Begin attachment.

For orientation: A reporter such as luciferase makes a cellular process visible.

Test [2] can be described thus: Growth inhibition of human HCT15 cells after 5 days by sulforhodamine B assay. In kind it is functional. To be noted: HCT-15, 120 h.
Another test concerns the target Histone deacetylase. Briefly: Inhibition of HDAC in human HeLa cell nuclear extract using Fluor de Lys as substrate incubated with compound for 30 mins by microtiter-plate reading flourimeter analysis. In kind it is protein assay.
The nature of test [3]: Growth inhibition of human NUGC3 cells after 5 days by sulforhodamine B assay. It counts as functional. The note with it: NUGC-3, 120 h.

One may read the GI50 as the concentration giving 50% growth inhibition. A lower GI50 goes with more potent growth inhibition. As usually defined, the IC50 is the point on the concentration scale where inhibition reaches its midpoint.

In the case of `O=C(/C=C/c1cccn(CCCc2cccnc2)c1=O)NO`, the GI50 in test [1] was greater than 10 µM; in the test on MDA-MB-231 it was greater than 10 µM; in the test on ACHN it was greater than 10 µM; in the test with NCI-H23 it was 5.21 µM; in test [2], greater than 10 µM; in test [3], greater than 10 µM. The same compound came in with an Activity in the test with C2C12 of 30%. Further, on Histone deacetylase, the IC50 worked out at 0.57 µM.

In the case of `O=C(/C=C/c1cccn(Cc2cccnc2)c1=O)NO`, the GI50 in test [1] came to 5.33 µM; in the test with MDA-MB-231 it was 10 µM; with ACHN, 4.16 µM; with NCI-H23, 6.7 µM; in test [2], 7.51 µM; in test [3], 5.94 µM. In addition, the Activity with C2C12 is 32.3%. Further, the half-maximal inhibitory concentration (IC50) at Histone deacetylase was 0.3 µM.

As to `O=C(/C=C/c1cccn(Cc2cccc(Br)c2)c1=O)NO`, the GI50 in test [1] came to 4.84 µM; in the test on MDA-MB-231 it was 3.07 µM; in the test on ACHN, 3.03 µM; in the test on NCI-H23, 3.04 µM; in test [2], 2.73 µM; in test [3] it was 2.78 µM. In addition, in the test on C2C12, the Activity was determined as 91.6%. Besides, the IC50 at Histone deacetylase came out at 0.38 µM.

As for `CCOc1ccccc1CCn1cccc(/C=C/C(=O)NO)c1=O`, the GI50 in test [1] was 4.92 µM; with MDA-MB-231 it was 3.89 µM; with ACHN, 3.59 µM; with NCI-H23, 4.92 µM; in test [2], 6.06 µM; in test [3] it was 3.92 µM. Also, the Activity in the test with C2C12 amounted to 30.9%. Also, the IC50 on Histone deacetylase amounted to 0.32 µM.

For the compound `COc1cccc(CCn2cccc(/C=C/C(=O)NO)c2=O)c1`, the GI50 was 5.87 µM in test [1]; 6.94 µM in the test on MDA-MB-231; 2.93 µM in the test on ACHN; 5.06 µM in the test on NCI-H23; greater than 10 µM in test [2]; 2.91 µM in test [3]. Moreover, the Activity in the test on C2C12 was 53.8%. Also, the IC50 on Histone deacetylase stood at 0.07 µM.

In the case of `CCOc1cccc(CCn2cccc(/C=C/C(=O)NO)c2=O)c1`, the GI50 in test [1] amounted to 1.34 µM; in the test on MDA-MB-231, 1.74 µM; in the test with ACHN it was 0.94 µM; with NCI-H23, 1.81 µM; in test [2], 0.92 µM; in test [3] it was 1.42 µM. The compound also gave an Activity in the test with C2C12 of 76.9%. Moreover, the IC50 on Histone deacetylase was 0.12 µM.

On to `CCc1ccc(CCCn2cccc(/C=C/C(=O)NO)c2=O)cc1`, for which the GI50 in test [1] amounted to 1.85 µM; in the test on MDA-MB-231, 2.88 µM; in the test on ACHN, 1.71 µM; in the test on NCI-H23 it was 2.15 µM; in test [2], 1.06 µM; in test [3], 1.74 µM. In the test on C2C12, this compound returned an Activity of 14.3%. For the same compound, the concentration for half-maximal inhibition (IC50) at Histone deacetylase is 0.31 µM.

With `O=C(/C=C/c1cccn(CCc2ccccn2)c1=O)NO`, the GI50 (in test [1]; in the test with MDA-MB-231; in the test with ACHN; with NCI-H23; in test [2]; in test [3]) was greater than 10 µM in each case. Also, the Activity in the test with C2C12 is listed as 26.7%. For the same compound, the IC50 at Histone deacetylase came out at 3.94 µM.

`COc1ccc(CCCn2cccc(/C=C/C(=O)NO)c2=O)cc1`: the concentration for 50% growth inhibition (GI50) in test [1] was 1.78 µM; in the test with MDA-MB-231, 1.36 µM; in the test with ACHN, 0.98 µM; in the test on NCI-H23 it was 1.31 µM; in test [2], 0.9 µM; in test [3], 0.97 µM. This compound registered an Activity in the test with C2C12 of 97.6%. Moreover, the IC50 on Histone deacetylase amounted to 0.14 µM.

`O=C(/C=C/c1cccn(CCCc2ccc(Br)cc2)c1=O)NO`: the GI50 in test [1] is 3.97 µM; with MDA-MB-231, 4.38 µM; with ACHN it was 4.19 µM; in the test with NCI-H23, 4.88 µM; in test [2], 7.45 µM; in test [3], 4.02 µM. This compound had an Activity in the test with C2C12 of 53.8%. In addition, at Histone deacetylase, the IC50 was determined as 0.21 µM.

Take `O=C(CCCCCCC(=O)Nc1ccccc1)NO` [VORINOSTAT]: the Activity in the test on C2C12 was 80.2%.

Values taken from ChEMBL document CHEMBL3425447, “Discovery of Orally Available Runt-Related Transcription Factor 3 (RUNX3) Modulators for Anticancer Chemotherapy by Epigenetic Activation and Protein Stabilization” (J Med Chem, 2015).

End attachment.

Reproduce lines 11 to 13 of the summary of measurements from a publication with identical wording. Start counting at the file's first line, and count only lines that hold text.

In the case of `CCOc1cccc(CCn2cccc(/C=C/C(=O)NO)c2=O)c1`, the GI50 in test [1] amounted to 1.34 µM; in the test on MDA-MB-231, 1.74 µM; in the test with ACHN it was 0.94 µM; with NCI-H23, 1.81 µM; in test [2], 0.92 µM; in test [3] it was 1.42 µM. The compound also gave an Activity in the test with C2C12 of 76.9%. Moreover, the IC50 on Histone deacetylase was 0.12 µM.

On to `CCc1ccc(CCCn2cccc(/C=C/C(=O)NO)c2=O)cc1`, for which the GI50 in test [1] amounted to 1.85 µM; in the test on MDA-MB-231, 2.88 µM; in the test on ACHN, 1.71 µM; in the test on NCI-H23 it was 2.15 µM; in test [2], 1.06 µM; in test [3], 1.74 µM. In the test on C2C12, this compound returned an Activity of 14.3%. For the same compound, the concentration for half-maximal inhibition (IC50) at Histone deacetylase is 0.31 µM.

With `O=C(/C=C/c1cccn(CCc2ccccn2)c1=O)NO`, the GI50 (in test [1]; in the test with MDA-MB-231; in the test with ACHN; with NCI-H23; in test [2]; in test [3]) was greater than 10 µM in each case. Also, the Activity in the test with C2C12 is listed as 26.7%. For the same compound, the IC50 at Histone deacetylase came out at 3.94 µM.